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Old 09-21-2012, 08:53 AM   #15
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Isn't there a vacume between the toilet and the tank? I think the plunger "sucks" the waste out on marine heads, which is why the waste tubing may be expensive.
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Old 09-21-2012, 09:10 AM   #16
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The pump draws the waste (and some fresh water) into a pumping chamber, which is then pumped under pressure on the back stroke into the waste tank. The upside down U in the discharge hose mentioned previously acts as a backflow preventer with the vacuum breaker in it allowing the column of waste which could be held by vacuum in the hose to flow by gravity into the waste tank.
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Old 09-25-2012, 03:20 PM   #17
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Here's a picture of a similar baby somewhat polished and without the mahogany seat and cover.

Holy, well.. crap! Impressive piece of hardware!

Still thinking about ways to do this... hoping I can bridge the gap between the pressurized system in the trailer, and the hand pump on the toilet.
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Old 09-25-2012, 04:10 PM   #18
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curious about the women and children

"old salts"? I am curious ladies and moms. whattaya think about using these "man art" contraptions versus the aforementioned piece of plastic? For my money, the thetford china bowl unit I recently bought is hands down better than these metal dinosaurs; FORM & FUNCTION better. Now, a carbon fiber bowl, with a flamed toilet seat would be a horse of a different color, and just wonderful.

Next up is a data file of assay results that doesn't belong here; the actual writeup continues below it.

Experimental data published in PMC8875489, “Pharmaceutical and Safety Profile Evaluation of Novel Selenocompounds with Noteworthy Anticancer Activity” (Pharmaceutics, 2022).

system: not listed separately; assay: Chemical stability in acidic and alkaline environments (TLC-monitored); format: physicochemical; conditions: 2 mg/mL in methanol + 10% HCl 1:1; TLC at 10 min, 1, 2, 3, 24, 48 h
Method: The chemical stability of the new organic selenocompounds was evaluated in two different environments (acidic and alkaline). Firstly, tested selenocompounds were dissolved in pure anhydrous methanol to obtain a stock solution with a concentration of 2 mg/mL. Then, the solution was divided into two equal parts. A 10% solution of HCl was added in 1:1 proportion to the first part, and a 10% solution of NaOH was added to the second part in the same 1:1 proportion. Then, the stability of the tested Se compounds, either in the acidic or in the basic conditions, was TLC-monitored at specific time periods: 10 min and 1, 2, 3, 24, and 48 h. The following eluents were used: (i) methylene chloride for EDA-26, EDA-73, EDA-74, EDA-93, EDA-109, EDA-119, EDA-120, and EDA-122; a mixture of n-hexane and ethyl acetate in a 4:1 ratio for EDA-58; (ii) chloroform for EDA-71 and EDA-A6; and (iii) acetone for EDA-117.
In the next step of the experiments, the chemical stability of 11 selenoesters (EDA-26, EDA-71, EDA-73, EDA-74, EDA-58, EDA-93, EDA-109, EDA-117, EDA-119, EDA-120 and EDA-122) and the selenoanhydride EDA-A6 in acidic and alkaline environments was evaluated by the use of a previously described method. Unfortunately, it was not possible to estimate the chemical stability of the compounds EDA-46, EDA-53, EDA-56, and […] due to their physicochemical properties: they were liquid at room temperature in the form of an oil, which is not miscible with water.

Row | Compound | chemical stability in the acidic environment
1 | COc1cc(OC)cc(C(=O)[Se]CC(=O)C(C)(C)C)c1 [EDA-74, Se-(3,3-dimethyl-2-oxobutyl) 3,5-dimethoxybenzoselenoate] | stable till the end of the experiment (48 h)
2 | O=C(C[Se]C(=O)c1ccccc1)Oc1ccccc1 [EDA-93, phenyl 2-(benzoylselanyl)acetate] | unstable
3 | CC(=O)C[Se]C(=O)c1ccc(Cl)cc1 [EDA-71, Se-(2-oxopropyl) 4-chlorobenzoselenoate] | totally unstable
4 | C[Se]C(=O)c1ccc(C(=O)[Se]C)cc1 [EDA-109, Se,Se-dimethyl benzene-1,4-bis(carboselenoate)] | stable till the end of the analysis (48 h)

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Old 09-25-2012, 04:42 PM   #19
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I have a Dometic Traveler Lite in my AS and I think it's perfect for an RV, which isn't a boat.

The electric water pump in a trailer will never be able to supply the required pressure to pump the waste like the lever driven pump does. You might be able to plumb an electric macerator pump to the bottom of the bowl and use it to pump the waste into the tank, but at this point you should be asking yourself whether all of this is really a good idea.

If it was me, I'd sell the marine head on Ebay and use the proceeds to buy a Dometic Traveler Lite that will just drop right into place and work from the gitgo for $175 or so.
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Old 10-24-2012, 12:50 PM   #20
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Thanks to everyone for weighing in. I tossed this same question onto a forum at the other end of the equation (sailboatowners.com) and wound up with a similar conclusion from a boat toilet expert.

RV systems are designed to push water in and out of the toilet, whereas the hand pumps in these marine heads aren't. So rather than fight the forces of these different systems - and considering the dwindling supply of repair parts on a 30 year old throne - I'm unfortunately going to sell this bronze one and stick with a modern porcelain RV-specific toilet.

I'll have to find a different way to express myself artistically in the washroom.
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Old 10-24-2012, 01:24 PM   #21
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Old 10-24-2012, 01:45 PM   #22
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This sailor thinks you've made a wise decision.
Aye aye, cap'n.
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Old 10-24-2012, 03:18 PM   #23